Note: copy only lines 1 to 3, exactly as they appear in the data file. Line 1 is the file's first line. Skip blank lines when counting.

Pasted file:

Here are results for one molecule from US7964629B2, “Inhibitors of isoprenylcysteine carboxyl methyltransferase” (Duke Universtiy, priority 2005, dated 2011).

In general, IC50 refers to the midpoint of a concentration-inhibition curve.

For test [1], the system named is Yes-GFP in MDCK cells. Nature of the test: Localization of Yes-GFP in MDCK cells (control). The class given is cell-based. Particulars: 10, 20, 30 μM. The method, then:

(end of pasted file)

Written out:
Here are results for one molecule from US7964629B2, “Inhibitors of isoprenylcysteine carboxyl methyltransferase” (Duke Universtiy, priority 2005, dated 2011).

In general, IC50 refers to the midpoint of a concentration-inhibition curve.

For test [1], the system named is Yes-GFP in MDCK cells. Nature of the test: Localization of Yes-GFP in MDCK cells (control). The class given is cell-based. Particulars: 10, 20, 30 μM. The method, then: